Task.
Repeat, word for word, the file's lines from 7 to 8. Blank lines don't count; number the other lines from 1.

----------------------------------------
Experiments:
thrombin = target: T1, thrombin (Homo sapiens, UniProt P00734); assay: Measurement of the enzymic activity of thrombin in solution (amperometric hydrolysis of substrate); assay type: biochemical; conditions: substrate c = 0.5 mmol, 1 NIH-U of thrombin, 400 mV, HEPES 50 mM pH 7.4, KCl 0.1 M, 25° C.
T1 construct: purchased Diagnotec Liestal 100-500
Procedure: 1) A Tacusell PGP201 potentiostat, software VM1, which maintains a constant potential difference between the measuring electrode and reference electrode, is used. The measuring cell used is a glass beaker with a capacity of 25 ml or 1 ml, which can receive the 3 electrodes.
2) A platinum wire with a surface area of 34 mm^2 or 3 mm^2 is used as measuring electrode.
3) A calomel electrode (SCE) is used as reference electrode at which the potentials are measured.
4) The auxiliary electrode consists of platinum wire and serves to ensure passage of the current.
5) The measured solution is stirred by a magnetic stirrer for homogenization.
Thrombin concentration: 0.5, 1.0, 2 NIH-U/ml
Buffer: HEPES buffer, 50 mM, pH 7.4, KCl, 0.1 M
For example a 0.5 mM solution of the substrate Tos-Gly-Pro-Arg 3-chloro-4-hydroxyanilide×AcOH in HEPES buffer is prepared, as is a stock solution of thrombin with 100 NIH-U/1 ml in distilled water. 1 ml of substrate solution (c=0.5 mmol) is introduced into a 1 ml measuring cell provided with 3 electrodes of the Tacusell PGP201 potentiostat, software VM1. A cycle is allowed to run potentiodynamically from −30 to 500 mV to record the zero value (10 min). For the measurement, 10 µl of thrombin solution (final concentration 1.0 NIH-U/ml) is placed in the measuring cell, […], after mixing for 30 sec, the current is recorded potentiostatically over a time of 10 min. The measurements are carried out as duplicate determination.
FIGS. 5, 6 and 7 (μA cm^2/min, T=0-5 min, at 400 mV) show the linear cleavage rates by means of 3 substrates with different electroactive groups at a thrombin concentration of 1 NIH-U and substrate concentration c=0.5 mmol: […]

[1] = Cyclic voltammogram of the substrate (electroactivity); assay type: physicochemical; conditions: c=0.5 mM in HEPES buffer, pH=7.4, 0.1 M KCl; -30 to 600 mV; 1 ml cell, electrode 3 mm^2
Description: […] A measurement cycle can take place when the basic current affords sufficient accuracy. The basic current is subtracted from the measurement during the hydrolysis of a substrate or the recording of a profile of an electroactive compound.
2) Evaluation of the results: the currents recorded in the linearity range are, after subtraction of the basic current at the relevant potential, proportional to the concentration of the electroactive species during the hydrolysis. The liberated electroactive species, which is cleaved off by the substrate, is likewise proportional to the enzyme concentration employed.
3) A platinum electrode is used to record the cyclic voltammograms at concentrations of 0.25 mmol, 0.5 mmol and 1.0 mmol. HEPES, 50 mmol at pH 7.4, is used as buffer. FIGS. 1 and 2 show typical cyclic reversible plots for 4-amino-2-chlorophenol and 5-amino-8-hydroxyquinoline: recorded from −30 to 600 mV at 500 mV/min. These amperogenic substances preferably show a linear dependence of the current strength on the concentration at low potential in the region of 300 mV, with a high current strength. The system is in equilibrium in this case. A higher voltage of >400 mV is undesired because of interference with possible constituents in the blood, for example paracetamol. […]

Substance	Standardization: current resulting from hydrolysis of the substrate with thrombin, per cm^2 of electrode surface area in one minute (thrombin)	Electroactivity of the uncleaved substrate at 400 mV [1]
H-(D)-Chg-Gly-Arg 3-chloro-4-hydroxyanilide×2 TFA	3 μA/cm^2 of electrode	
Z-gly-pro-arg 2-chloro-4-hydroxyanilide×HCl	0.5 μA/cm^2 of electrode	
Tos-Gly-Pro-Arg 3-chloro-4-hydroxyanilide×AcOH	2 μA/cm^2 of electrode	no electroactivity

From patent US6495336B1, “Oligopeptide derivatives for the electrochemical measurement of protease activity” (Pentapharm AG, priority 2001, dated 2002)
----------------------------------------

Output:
4) The auxiliary electrode consists of platinum wire and serves to ensure passage of the current.
5) The measured solution is stirred by a magnetic stirrer for homogenization.